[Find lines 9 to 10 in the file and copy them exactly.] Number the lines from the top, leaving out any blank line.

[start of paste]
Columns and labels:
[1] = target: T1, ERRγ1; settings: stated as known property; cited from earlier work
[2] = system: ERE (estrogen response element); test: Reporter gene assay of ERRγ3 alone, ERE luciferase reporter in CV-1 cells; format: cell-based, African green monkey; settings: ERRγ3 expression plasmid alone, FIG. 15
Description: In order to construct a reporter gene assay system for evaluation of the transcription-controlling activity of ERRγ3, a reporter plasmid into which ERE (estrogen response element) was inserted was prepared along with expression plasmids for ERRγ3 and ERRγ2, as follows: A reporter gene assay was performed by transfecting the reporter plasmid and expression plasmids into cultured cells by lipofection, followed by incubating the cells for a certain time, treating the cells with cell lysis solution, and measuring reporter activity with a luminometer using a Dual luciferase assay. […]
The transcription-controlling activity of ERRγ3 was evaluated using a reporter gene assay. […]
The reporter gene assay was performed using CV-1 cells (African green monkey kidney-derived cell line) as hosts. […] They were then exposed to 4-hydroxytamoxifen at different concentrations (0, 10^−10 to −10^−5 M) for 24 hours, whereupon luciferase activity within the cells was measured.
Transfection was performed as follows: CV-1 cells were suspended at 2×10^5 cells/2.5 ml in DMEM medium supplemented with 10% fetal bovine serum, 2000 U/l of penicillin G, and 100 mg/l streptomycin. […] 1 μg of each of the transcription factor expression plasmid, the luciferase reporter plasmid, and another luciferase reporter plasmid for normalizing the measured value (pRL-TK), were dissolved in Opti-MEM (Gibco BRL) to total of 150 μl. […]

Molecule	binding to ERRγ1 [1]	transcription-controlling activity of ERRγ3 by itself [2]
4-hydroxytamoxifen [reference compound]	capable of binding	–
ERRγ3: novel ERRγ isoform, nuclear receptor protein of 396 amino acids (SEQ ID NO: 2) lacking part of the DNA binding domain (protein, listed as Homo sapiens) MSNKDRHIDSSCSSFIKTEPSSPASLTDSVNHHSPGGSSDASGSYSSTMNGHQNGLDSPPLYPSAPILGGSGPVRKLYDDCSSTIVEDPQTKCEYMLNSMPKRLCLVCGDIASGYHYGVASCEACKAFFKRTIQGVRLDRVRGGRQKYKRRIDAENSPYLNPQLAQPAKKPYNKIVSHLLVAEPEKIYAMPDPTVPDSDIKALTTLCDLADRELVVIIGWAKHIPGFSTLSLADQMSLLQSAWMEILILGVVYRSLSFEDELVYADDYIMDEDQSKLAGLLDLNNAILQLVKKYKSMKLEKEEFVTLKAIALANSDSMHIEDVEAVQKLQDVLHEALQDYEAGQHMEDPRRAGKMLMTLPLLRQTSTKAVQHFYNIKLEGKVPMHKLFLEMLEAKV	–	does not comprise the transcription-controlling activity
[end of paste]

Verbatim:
4-hydroxytamoxifen [reference compound]	capable of binding	–
ERRγ3: novel ERRγ isoform, nuclear receptor protein of 396 amino acids (SEQ ID NO: 2) lacking part of the DNA binding domain (protein, listed as Homo sapiens) MSNKDRHIDSSCSSFIKTEPSSPASLTDSVNHHSPGGSSDASGSYSSTMNGHQNGLDSPPLYPSAPILGGSGPVRKLYDDCSSTIVEDPQTKCEYMLNSMPKRLCLVCGDIASGYHYGVASCEACKAFFKRTIQGVRLDRVRGGRQKYKRRIDAENSPYLNPQLAQPAKKPYNKIVSHLLVAEPEKIYAMPDPTVPDSDIKALTTLCDLADRELVVIIGWAKHIPGFSTLSLADQMSLLQSAWMEILILGVVYRSLSFEDELVYADDYIMDEDQSKLAGLLDLNNAILQLVKKYKSMKLEKEEFVTLKAIALANSDSMHIEDVEAVQKLQDVLHEALQDYEAGQHMEDPRRAGKMLMTLPLLRQTSTKAVQHFYNIKLEGKVPMHKLFLEMLEAKV	–	does not comprise the transcription-controlling activity